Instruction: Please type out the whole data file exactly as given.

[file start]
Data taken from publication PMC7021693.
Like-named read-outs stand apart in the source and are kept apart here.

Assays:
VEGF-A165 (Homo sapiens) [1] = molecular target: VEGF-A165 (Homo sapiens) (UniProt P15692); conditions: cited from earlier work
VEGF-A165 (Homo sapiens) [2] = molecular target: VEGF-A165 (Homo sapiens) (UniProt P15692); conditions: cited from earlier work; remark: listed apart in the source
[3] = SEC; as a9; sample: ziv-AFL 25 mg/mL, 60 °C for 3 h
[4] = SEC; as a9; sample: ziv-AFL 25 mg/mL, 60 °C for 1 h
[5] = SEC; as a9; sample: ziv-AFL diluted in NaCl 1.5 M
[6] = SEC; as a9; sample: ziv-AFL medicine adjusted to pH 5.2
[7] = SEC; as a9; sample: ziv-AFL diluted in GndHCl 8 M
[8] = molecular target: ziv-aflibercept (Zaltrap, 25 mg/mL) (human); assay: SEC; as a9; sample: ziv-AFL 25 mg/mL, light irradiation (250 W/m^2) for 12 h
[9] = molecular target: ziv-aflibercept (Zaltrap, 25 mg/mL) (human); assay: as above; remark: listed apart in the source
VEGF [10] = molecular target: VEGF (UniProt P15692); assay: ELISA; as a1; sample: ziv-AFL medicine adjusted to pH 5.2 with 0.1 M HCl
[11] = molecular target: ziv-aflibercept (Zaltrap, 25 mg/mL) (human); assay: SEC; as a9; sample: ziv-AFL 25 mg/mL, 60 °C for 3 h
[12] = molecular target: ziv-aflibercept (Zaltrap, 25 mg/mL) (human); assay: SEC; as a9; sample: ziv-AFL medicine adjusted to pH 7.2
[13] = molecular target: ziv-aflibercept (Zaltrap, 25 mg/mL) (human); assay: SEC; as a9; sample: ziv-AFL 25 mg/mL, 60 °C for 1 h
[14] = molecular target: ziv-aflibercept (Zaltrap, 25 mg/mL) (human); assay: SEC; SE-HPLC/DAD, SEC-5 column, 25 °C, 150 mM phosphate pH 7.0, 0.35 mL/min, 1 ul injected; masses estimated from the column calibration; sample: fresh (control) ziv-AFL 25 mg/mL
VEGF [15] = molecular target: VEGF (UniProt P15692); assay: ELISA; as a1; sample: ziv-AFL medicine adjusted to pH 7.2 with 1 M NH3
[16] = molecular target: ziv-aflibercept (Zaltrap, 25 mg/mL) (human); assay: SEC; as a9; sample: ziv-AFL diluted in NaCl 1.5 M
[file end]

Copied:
Data taken from publication PMC7021693.
Like-named read-outs stand apart in the source and are kept apart here.

Assays:
VEGF-A165 (Homo sapiens) [1] = molecular target: VEGF-A165 (Homo sapiens) (UniProt P15692); conditions: cited from earlier work
VEGF-A165 (Homo sapiens) [2] = molecular target: VEGF-A165 (Homo sapiens) (UniProt P15692); conditions: cited from earlier work; remark: listed apart in the source
[3] = SEC; as a9; sample: ziv-AFL 25 mg/mL, 60 °C for 3 h
[4] = SEC; as a9; sample: ziv-AFL 25 mg/mL, 60 °C for 1 h
[5] = SEC; as a9; sample: ziv-AFL diluted in NaCl 1.5 M
[6] = SEC; as a9; sample: ziv-AFL medicine adjusted to pH 5.2
[7] = SEC; as a9; sample: ziv-AFL diluted in GndHCl 8 M
[8] = molecular target: ziv-aflibercept (Zaltrap, 25 mg/mL) (human); assay: SEC; as a9; sample: ziv-AFL 25 mg/mL, light irradiation (250 W/m^2) for 12 h
[9] = molecular target: ziv-aflibercept (Zaltrap, 25 mg/mL) (human); assay: as above; remark: listed apart in the source
VEGF [10] = molecular target: VEGF (UniProt P15692); assay: ELISA; as a1; sample: ziv-AFL medicine adjusted to pH 5.2 with 0.1 M HCl
[11] = molecular target: ziv-aflibercept (Zaltrap, 25 mg/mL) (human); assay: SEC; as a9; sample: ziv-AFL 25 mg/mL, 60 °C for 3 h
[12] = molecular target: ziv-aflibercept (Zaltrap, 25 mg/mL) (human); assay: SEC; as a9; sample: ziv-AFL medicine adjusted to pH 7.2
[13] = molecular target: ziv-aflibercept (Zaltrap, 25 mg/mL) (human); assay: SEC; as a9; sample: ziv-AFL 25 mg/mL, 60 °C for 1 h
[14] = molecular target: ziv-aflibercept (Zaltrap, 25 mg/mL) (human); assay: SEC; SE-HPLC/DAD, SEC-5 column, 25 °C, 150 mM phosphate pH 7.0, 0.35 mL/min, 1 ul injected; masses estimated from the column calibration; sample: fresh (control) ziv-AFL 25 mg/mL
VEGF [15] = molecular target: VEGF (UniProt P15692); assay: ELISA; as a1; sample: ziv-AFL medicine adjusted to pH 7.2 with 1 M NH3
[16] = molecular target: ziv-aflibercept (Zaltrap, 25 mg/mL) (human); assay: SEC; as a9; sample: ziv-AFL diluted in NaCl 1.5 M